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The U.S. Supreme Court recently overturned the federal wire fraud convictions of a contractor for his alleged involvement in a scheme to rig the bidding process to obtain state-funded development projects associated with the “Buffalo Billion Initiative.” The facts supporting the underlying convictions arose from bid-rigging in the preparation of a request for proposal (RFP) for a state-funded project. By refusing to recognize the right-to-control theory, which treats inaccurate information in negotiations and contract procurement as potentially fraudulent, the Supreme Court provided some shelter for pre-RFP phase discussions between government procurement personnel and industry participants.

The Buffalo Billion Initiative was a large state-funded development project to invest $1 billion in upstate New York. As part of the pre-RFP stage, a process for selecting “preferred developers” was established. These preferred developers would be given the first opportunity to negotiate for specific projects. The government procurement agent and the contractor jointly developed a set of RFPs that treated unique aspects of the contractor’s construction company as qualifications for preferred-developer status. As a preferred developer, the contractor’s company secured a state-funded project valued at $750 million.

The contractor was indicted on wire fraud charges for depriving the state of its right to control its property—specifically, accurate information in contract negotiations. The wire fraud statute criminalizes “scheme[s] or artifice[s] to defraud, or for obtaining money or property by means of false or fraudulent pretenses, representations, or promises.” 18 U.S.C. § 1343. The government argued the right-to-control theory criminalized the contractor’s pre-RFP communications with government procurement personnel. The contractor was ultimately convicted of federal wire fraud charges and sentenced to 28 months in prison, followed by supervised release.

The right-to-control theory was established by showing that a victim was deprived of “potentially valuable economic information” considered “necessary to make discretionary economic decisions.” In this case, the government argued, the contractor’s actions during the pre-RFP phase of the project “deprived [the state] of potentially valuable economic information” needed to analyze which company should receive the project.

The U.S. Supreme Court ultimately overturned the wire fraud convictions by rejecting the right-to-control theory. While the deprivation of information could result in a violation of state laws, the Supreme Court was not willing to uphold the federal conviction because the government’s interpretation of the wire fraud statute made almost any deceptive act criminal.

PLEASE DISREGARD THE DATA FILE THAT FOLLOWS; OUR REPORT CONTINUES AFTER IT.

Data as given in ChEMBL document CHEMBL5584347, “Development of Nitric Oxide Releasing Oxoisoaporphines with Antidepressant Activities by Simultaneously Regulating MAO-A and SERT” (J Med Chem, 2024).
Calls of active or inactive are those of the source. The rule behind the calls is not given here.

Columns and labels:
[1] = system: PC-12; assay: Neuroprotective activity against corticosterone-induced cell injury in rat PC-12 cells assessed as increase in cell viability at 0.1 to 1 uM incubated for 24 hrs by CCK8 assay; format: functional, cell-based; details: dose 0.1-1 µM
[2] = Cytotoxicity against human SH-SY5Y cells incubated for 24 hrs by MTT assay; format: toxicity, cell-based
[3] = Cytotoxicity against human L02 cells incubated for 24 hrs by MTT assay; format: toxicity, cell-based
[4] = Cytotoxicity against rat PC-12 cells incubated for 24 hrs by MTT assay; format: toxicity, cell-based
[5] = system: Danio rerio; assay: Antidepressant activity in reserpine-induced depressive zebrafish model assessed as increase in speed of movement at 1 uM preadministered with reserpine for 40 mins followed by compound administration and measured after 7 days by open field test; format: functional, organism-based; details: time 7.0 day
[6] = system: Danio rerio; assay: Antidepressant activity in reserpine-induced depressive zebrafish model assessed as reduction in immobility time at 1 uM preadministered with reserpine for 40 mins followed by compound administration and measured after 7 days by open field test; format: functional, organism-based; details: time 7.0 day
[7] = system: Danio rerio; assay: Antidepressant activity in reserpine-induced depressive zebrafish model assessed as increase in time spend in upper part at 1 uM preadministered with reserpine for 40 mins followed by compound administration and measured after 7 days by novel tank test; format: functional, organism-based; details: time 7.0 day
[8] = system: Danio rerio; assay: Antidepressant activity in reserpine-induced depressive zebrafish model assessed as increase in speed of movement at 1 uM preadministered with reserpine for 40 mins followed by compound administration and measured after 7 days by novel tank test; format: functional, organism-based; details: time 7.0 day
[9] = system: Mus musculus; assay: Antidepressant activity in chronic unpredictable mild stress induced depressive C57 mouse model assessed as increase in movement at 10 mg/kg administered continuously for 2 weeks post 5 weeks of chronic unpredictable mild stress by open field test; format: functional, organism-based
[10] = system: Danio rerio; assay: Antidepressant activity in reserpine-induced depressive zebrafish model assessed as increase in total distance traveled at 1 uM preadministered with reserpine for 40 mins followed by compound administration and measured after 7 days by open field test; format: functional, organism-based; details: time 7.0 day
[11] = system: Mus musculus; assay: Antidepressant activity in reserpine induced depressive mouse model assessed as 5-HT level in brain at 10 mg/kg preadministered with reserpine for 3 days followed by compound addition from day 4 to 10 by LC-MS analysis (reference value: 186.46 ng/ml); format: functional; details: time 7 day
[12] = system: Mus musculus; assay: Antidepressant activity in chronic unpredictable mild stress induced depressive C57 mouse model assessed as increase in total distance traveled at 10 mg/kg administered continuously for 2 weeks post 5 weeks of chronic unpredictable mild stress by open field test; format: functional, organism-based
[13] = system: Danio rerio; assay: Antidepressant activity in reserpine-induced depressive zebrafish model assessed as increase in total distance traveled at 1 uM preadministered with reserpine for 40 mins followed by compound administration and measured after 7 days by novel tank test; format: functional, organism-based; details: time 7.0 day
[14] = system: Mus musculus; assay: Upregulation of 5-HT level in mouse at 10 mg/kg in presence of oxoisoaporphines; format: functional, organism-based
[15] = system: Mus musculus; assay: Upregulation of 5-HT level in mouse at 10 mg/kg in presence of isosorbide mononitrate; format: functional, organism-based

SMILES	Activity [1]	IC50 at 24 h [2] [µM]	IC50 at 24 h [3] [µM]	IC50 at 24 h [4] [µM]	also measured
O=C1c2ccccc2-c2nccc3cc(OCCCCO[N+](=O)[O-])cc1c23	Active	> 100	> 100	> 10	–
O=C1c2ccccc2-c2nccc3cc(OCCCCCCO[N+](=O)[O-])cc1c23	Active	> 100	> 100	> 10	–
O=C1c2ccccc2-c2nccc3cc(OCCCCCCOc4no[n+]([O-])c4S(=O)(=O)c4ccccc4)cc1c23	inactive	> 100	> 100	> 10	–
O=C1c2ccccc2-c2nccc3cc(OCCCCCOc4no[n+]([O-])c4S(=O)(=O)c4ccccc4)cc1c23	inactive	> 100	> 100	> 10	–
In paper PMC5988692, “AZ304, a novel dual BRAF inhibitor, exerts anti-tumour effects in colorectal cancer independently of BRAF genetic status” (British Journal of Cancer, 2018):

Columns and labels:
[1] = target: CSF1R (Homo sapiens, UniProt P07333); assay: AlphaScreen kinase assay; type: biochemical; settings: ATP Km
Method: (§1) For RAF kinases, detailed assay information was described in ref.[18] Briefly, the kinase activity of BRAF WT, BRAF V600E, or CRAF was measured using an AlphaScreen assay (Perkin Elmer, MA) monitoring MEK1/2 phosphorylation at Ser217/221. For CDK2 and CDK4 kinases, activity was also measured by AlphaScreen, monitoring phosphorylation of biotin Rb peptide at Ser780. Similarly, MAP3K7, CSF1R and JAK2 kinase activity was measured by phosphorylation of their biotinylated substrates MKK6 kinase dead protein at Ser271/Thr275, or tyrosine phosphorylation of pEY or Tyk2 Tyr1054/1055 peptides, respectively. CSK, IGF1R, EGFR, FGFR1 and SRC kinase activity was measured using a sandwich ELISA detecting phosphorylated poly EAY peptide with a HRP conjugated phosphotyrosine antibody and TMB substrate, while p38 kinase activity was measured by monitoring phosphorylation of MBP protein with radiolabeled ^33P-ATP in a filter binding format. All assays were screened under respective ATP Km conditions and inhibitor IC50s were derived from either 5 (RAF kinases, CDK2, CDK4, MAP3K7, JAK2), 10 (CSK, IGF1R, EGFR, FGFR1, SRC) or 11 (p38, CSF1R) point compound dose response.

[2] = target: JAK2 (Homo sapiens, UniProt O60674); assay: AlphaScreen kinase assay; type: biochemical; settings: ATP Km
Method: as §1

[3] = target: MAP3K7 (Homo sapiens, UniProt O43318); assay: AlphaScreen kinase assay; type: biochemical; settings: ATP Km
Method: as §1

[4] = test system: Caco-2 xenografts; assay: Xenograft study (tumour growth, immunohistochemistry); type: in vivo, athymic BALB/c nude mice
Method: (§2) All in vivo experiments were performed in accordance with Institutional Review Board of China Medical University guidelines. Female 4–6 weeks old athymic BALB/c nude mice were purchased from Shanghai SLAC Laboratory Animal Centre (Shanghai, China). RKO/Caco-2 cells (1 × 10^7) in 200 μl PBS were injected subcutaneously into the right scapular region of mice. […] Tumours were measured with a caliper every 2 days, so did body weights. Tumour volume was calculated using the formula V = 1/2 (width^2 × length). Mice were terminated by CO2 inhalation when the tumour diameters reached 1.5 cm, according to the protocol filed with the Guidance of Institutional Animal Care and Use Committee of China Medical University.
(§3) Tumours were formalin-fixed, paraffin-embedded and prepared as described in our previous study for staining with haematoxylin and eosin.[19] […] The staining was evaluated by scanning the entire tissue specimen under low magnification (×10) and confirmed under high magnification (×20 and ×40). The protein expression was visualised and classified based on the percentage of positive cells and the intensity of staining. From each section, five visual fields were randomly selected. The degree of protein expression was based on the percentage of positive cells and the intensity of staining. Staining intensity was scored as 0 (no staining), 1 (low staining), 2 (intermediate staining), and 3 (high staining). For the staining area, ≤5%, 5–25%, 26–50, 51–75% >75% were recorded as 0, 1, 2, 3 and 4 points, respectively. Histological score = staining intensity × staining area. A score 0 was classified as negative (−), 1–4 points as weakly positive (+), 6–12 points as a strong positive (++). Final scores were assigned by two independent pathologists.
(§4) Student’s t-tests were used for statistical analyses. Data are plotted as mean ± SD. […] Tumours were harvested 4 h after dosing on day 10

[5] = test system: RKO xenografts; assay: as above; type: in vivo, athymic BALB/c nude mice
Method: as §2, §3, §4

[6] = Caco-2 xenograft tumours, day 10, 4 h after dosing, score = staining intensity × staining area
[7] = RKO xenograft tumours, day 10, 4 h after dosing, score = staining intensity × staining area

The underlying conviction was troubling for the construction industry because the government proved its case without establishing other companies would have successfully bid on the projects or that these other companies would have charged less or produced a more valuable product absent the fraud. In essence, the original conviction was supported by arguing the contractor’s pre-RFP communications with the nonprofit were criminal because the contractor failed to provide the nonprofit with all the information that the state subjectively may have found pertinent to the state’s economic consideration, resulting in the denial of the state’s rights.

The Supreme Court’s decision limited criminal liability for pre-RFP communications between government entities and industry participants, but it did not obviate criminal liability altogether.  Indictments will still be regularly sought for making false statements to government entities during the course of contract procurement, and there are serious civil statutes that penalize such false statements as well. Still, the elimination of the right-to-control theory helps minimize the broad-brush criminalization of the longstanding practice of public and private communications prior to issuing RFPs. These communications are meant to advance a state’s interest in formulating an RFP by obtaining various industry members’ subjective views of a prospective project.

Takeaway: While pre-RFP phase communications between government entities and industry participants are uncommon in all but the most complex of projects, the Court’s decision confirms industry participants may communicate with government procurement personnel when input is solicited. Pre-RFP phase communication should not be confused with direct communication with owners during the RFP phase. Bidders should always follow project-specific guidelines when communicating with owners during the RFP phase.

If you have any questions about pre-RFP phase communications with owners or any other construction law questions, please contact the authors of this article or any attorney with Frost Brown Todd’s Construction Practice.